Thursday, October 18, 2012

Yo Ho Oh No: "Treasure Island" (1934)

I lucked out in high school. I had a good streak of English teachers. While other classes were reading "The Great Gatsby," "The Pigman," and "Hamlet," I was entrenched in "Frankenstein," "In Cold Blood," and "Macbeth." Another classic I got to avoid was "Treasure Island." After watching the 1934 film version, I kind of get the feeling Robert Louis Stevenson's book was better.

Jim Hawkins (Jackie Cooper) and his mother (Dorothy Peterson) run a small inn in England. One night a creepy paranoid drunk named Billy Bones (Lionel Barrymore) checks in, demanding Jim watch out for a one-legged man who wants to get Billy and the secret he carries in his ship's chest. Billy does call attention to himself, and drinks himself into an early grave, just as mysterious men descend on the inn, looking for Billy's secret- a treasure map.

Jim has taken the map, shown it to the local magistrate/doctor Livesey (Otto Kruger), and the local squire Trelawney (Nigel Bruce) funds an expedition to the Caribbean to find Billy Bones' treasure. The ship, the Hispaniola, is being captained by Smollett (Lewis Stone), but the hired crew keeps disappearing before they set sail. A one-legged local tavern owner named Long John Silver (Wallace Beery) is hired on as cook, and he conveniently fills out the crew with friends of his.

Of course, Silver is the one-legged man Bones was warning Jim about. Silver goes about befriending the boy, all the while picking up clues on where Bones' treasure is. Silver's crew begins murdering the rest of the original crew, and after Jim warns the captain and others of Silver's plan, there is a mad rush for the treasure once the ship hits the island.

Beery and Cooper teamed before, more successfully I have heard, in "The Champ" a couple of years earlier. In that film, Cooper's incessant crying had the film audiences of the day in tears themselves, and from clips I have seen of the film, I can understand why. He was incredibly good then, not overly cute, and very believable. Here, as Jim, he cries again at Silver's doings, but it does not come off as well. As Silver continuously manipulates Jim, and is caught and called out on it, Jim sobs, then goes right back to the well for more. It comes to the point where Jim's naivete becomes Jim's irritating stupidity, as he doesn't seem to learn a thing from the very beginning of the film, to the strange final scene.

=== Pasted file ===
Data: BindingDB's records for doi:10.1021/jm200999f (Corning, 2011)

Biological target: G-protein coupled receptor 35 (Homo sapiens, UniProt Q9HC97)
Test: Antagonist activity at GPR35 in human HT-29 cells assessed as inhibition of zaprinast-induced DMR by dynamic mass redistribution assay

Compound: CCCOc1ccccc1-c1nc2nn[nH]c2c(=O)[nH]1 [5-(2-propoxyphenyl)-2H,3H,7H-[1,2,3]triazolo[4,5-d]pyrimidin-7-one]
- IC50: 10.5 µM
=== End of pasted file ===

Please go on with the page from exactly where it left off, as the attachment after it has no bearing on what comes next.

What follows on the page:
And oh, what Jim sees! Director Fleming was more an action director (making his "The Wizard of Oz" and "Gone With the Wind," his best known films, notable in that he took over for someone else on both films). "Treasure Island" is violent, even for the mid-1930's. One man is run over by a wagon, and we see him scream and writhe. Murders occur around Jim at an alarming rate. Jim is threatened and grabbed, and even forced to kill. Yet, Jim keeps seeing the good in the murderous Silver, and Fleming fills the screen with bloody mayhem- accompanied by light sea shanties, and comic relief from Charles "Chic" Sale as Ben Gunn, a man who has been on the treasured island for three years without human contact. The tone is so off, so weird, I watched to see what horrors Jim would experience next, and bottle up inside. Someone should write a sequel where Jim ends up in an insane asylum like Bedlam, a quivering mass of jelly expecting drunkards and one-legged men to pop out and slit his throat.

Beery and Cooper don't even try English accents, and while well-shot, the film is stagy. The ship scenes work, and some of the supporting performances are great (Barrymore especially), but you can often see poor Beery's leg merely bent up to look absent, thanks to some lousy editing.

While this outing of "Treasure Island" isn't all bad, coming from the Golden Age of Cinema (the 1930's), it is a disappointment. I'll give the superior "Mutiny on the Bounty" and "Captains Courageous" another look next time I feel the need for big boats and bigger water. (* * *) out of five stars.